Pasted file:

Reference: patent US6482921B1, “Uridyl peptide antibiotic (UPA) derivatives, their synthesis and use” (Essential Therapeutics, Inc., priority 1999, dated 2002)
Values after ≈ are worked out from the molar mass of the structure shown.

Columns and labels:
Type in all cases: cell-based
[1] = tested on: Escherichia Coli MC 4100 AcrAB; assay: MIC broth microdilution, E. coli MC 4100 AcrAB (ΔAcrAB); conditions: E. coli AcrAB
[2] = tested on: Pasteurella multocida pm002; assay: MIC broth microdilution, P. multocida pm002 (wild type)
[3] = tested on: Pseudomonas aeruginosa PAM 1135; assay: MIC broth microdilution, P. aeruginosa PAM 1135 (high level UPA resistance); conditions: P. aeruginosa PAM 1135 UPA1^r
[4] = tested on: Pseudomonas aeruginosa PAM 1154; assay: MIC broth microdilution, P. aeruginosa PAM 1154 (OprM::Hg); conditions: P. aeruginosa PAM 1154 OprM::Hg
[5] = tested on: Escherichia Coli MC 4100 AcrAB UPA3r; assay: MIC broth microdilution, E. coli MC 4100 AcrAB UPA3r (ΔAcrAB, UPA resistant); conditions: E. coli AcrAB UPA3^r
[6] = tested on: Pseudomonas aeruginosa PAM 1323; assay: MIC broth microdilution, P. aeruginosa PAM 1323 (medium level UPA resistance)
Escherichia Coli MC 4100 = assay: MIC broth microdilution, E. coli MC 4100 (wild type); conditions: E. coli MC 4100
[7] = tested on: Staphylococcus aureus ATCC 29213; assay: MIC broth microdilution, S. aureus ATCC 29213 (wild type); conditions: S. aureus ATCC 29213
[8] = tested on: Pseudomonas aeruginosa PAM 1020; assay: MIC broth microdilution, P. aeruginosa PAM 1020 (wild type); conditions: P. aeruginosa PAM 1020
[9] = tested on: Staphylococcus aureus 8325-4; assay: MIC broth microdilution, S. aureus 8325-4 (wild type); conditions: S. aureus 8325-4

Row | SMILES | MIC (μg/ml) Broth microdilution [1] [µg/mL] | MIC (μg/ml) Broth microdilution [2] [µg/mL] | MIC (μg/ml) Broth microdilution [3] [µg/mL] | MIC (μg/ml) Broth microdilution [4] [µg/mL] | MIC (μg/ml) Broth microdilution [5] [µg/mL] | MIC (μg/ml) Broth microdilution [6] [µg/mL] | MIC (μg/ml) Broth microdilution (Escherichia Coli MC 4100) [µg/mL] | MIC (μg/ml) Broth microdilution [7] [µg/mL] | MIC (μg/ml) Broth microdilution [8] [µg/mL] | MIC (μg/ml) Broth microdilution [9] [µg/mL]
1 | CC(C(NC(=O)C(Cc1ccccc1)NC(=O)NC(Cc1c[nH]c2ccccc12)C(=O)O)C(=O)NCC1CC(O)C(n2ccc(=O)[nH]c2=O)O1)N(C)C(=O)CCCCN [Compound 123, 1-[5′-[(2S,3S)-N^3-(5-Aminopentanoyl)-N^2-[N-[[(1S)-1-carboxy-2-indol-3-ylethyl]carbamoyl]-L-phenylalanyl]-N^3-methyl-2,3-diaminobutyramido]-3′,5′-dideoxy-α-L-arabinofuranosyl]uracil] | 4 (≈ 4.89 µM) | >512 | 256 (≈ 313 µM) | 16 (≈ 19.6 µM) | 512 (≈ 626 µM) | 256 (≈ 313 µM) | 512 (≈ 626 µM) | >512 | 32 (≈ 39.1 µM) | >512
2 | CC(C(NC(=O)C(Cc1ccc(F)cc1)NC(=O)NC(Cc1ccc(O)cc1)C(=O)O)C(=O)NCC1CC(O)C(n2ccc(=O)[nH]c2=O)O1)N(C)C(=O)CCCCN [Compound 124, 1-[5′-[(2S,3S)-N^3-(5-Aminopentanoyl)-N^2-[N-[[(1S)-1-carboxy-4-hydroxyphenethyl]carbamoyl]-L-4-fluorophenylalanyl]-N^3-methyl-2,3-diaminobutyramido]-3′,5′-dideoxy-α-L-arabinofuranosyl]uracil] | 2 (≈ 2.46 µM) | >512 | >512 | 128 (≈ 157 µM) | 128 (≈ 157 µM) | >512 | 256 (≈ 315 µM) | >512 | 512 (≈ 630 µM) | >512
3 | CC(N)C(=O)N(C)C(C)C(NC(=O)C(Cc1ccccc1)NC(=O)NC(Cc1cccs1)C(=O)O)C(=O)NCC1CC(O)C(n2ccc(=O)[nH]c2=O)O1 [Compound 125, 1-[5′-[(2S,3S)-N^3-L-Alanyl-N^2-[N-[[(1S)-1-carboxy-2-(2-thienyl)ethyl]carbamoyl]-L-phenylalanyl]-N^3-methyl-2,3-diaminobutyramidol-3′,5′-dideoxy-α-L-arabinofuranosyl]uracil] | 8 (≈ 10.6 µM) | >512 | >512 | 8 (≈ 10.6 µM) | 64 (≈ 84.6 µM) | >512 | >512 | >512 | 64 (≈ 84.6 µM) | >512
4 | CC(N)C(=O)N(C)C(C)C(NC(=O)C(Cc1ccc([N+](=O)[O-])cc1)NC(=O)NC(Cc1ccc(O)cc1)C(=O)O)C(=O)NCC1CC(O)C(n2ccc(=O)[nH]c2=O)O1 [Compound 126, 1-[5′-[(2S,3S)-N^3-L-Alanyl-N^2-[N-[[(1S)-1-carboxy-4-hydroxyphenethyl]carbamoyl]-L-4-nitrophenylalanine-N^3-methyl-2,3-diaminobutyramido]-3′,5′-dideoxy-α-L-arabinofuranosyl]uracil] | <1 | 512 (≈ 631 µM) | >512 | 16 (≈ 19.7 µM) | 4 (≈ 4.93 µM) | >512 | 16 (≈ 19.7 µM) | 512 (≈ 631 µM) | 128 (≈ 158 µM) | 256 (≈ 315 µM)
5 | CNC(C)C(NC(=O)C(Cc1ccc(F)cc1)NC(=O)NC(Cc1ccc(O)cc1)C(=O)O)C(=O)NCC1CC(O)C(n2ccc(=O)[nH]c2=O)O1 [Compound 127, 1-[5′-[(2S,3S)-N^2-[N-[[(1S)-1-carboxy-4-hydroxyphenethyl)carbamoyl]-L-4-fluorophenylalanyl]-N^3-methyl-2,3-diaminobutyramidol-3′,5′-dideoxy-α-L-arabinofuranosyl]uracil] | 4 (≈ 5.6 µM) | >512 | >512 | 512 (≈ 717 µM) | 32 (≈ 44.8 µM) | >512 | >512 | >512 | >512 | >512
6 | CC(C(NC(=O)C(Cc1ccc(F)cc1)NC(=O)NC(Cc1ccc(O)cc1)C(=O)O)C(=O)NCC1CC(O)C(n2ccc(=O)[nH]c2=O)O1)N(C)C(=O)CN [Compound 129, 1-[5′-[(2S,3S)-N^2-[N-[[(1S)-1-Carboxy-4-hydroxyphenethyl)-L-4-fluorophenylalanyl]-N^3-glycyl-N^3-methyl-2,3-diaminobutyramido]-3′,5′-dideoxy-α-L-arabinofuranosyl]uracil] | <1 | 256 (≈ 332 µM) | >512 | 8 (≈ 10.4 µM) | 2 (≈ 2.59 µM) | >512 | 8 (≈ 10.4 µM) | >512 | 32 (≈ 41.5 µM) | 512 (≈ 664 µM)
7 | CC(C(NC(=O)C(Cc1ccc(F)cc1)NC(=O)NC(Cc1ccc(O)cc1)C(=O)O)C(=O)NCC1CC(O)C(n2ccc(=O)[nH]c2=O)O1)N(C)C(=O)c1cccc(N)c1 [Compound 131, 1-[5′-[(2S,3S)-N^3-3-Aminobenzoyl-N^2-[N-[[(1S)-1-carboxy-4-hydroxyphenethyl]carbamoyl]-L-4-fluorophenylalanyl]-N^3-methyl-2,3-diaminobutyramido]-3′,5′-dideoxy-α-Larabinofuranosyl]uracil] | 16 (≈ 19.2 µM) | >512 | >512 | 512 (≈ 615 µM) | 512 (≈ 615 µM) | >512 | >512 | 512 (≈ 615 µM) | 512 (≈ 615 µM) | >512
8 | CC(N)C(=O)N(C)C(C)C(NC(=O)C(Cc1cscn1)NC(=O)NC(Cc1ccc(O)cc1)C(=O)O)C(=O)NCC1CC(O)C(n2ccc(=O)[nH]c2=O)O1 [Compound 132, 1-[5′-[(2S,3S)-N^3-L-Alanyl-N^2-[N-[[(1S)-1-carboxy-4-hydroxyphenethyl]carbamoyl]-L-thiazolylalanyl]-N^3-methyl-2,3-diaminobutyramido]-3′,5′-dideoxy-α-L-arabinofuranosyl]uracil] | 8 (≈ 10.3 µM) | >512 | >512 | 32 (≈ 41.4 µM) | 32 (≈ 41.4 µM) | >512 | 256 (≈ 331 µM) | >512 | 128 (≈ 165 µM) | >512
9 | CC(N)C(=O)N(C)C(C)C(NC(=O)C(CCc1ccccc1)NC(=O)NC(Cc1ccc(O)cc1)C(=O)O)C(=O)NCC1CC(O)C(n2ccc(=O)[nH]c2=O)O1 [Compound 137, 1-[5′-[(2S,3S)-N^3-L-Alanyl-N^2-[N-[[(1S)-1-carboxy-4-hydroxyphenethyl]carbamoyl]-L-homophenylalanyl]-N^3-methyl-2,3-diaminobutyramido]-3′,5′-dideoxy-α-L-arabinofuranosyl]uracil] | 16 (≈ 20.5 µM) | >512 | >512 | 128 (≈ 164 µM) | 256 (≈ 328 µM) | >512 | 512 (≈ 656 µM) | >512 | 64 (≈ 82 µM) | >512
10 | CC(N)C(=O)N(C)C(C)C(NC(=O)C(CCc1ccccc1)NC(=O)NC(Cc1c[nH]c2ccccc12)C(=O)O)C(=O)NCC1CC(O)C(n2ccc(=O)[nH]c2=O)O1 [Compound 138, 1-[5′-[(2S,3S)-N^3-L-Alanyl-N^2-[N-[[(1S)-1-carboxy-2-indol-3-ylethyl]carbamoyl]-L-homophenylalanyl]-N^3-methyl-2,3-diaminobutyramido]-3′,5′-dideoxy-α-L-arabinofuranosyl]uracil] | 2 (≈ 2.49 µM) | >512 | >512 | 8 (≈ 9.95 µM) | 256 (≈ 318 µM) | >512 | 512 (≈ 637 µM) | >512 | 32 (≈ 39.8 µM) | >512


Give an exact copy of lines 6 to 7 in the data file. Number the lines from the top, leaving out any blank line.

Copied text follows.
[2] = tested on: Pasteurella multocida pm002; assay: MIC broth microdilution, P. multocida pm002 (wild type)
[3] = tested on: Pseudomonas aeruginosa PAM 1135; assay: MIC broth microdilution, P. aeruginosa PAM 1135 (high level UPA resistance); conditions: P. aeruginosa PAM 1135 UPA1^r